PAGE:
In her acclaimed cookbook “Aegean,” Crete-born London chef Marianna Leivaditaki coaxes orzo pasta to a rich, creamy texture, as if making risotto. A fragrant broth of brandy, aromatic vegetables and shrimp shells is the cooking liquid for the orzo, infusing the dish with richness and subtle sweetness. The shrimp themselves are added only after the orzo is al dente so they remain plump and tender. Our adaptation of her recipe takes a simpler approach to the cooking and calls for fewer ingredients but retains the delicious, bracing flavors of Leivaditaki’s creation. Ouzo is a Greek anise-flavored spirit; it’s added at the very end of cooking to accentuate the licorice notes of the fennel seed.
Don’t choose large zucchini for this recipe. Look for small to medium squash (ones that weigh 6 to 8 ounces each), as they have fewer seeds to remove. To seed the zucchini, use a small spoon to scrape along the center of each half. Also, when simmering the shrimp broth, don’t allow it to boil or simmer vigorously or the liquid will evaporate too quickly and the finished volume will be too slight.

3 tablespoons extra-virgin olive oil, divided
1 pound extra-large (21/25 per pound) shrimp, peeled (tails removed) and deveined, shells reserved
3 medium celery stalks, roughly chopped
1 medium red bell pepper, stemmed, seeded and roughly chopped
1 medium yellow onion, roughly chopped
3 bay leaves
Kosher salt and ground black pepper
1⁄4 cup brandy
1 cup orzo
2 medium zucchini (about 1 pound total), halved lengthwise, seeded and thinly sliced crosswise
1 pound ripe plum or cocktail tomatoes, cored and roughly chopped
1 teaspoon fennel seeds, lightly crushed
1 tablespoon plus 1 teaspoon ouzo
11⁄2 teaspoons grated lemon zest
1⁄2 cup lightly packed fresh mint, chopped

In a large pot over medium-high, heat 1 tablespoon of oil until shimmering. Add the shrimp shells and cook, stirring just once or twice, until bright pink and dry, 3 to 4 minutes. Add the celery, bell pepper, onion, bay and 1⁄4 teaspoon salt, then cook, stirring occasionally, until the vegetables begin to release moisture, 2 to 4 minutes. Add the brandy and scrape up any browned bits. Add 4 cups water, bring to a boil, then reduce to medium and simmer, uncovered, for 30 minutes.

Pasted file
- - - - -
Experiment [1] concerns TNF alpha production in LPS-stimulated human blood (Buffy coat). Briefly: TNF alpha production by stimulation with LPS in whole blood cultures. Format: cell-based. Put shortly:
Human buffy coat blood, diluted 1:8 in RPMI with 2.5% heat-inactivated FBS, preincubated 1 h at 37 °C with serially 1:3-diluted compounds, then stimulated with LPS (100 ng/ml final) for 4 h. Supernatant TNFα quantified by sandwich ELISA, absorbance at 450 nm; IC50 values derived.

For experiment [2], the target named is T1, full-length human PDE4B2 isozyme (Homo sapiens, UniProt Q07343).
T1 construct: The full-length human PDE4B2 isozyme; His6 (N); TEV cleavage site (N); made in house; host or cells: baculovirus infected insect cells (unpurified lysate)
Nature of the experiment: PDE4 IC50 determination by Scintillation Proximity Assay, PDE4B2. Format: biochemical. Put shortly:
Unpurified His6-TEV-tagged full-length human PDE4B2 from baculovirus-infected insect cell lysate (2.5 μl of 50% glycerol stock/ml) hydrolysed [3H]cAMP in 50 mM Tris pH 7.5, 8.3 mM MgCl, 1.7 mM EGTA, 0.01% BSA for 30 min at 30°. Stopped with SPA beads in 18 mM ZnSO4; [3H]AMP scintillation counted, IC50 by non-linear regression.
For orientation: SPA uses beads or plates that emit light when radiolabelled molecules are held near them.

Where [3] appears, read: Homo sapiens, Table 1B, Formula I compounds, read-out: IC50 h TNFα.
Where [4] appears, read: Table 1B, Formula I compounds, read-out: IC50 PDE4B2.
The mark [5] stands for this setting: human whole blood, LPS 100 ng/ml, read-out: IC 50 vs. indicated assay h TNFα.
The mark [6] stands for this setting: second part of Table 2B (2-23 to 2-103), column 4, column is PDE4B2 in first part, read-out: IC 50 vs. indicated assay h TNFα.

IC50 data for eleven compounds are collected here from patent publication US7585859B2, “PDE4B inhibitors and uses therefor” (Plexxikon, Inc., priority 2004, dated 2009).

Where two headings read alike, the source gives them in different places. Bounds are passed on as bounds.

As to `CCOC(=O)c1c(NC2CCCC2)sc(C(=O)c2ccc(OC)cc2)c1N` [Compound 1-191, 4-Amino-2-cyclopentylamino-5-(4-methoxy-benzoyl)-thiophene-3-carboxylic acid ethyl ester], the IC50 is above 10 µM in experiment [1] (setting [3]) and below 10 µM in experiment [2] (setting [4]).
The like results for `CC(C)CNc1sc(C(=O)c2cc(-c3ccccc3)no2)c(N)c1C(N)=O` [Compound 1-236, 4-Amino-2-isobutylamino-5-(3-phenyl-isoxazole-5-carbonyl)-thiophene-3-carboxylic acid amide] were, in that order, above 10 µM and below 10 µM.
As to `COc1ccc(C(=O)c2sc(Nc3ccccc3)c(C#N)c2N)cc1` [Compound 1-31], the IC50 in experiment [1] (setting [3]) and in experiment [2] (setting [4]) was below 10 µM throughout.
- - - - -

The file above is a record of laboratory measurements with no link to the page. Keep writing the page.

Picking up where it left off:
Cool for about 10 minutes, then strain through a fine mesh sieve set over a 1-quart liquid measuring cup or medium bowl; press on the solids to extract as much liquid as possible (discard the solids). You should have about 3 cups strained broth.

Season the shrimp with salt and pepper; set aside. In a 12-inch skillet over medium, heat the remaining 2 tablespoons oil until shimmering. Add the orzo and stir to coat. Add the zucchini, tomatoes, fennel seeds, 1⁄2 teaspoon salt and 1⁄4 teaspoon pepper. Cook, stirring often, until the tomatoes begin to release their liquid, 3 to 5 minutes. Add 11⁄2 cups shrimp broth and bring to a simmer over medium-high. Cook, uncovered and stirring often, until most of the liquid has been absorbed, about 6 minutes; reduce the heat as the mixture thickens.

Add another 1 cup broth and cook, stirring vigorously and adjusting the heat to maintain a simmer, until the orzo is tender and the consistency is slightly soupy, 3 to 6 minutes. Add the shrimp and another 1⁄4 cup broth, then cook over medium, stirring occasionally, until the shrimp are opaque throughout, about 3 minutes.

Remove the pot from the heat. Remove and discard the bay, then stir in the ouzo and lemon zest. If desired, thin the consistency by stirring in additional broth, then taste and season with salt and pepper. Transfer to a serving dish and sprinkle with the mint.

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To see other recipes from Christopher Kimball’s Milk Street and other shows, visit  Cooking with WSKG.